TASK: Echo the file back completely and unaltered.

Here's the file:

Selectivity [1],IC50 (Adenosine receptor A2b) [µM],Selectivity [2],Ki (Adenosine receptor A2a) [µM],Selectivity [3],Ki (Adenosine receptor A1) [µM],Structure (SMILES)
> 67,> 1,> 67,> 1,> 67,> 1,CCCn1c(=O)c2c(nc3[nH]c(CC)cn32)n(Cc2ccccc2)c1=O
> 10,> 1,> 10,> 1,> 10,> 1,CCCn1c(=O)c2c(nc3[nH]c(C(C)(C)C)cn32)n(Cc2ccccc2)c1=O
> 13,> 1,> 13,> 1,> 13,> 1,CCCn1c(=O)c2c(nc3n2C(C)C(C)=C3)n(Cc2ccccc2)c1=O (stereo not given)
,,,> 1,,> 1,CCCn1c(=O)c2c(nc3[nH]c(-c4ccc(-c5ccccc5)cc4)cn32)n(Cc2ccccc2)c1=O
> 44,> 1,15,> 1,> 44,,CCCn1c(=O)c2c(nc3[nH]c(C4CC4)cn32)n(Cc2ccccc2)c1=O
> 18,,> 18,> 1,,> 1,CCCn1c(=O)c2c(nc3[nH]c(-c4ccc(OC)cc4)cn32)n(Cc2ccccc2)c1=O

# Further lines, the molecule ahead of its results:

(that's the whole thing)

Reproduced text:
Selectivity [1],IC50 (Adenosine receptor A2b) [µM],Selectivity [2],Ki (Adenosine receptor A2a) [µM],Selectivity [3],Ki (Adenosine receptor A1) [µM],Structure (SMILES)
> 67,> 1,> 67,> 1,> 67,> 1,CCCn1c(=O)c2c(nc3[nH]c(CC)cn32)n(Cc2ccccc2)c1=O
> 10,> 1,> 10,> 1,> 10,> 1,CCCn1c(=O)c2c(nc3[nH]c(C(C)(C)C)cn32)n(Cc2ccccc2)c1=O
> 13,> 1,> 13,> 1,> 13,> 1,CCCn1c(=O)c2c(nc3n2C(C)C(C)=C3)n(Cc2ccccc2)c1=O (stereo not given)
,,,> 1,,> 1,CCCn1c(=O)c2c(nc3[nH]c(-c4ccc(-c5ccccc5)cc4)cn32)n(Cc2ccccc2)c1=O
> 44,> 1,15,> 1,> 44,,CCCn1c(=O)c2c(nc3[nH]c(C4CC4)cn32)n(Cc2ccccc2)c1=O
> 18,,> 18,> 1,,> 1,CCCn1c(=O)c2c(nc3[nH]c(-c4ccc(OC)cc4)cn32)n(Cc2ccccc2)c1=O

# Further lines, the molecule ahead of its results: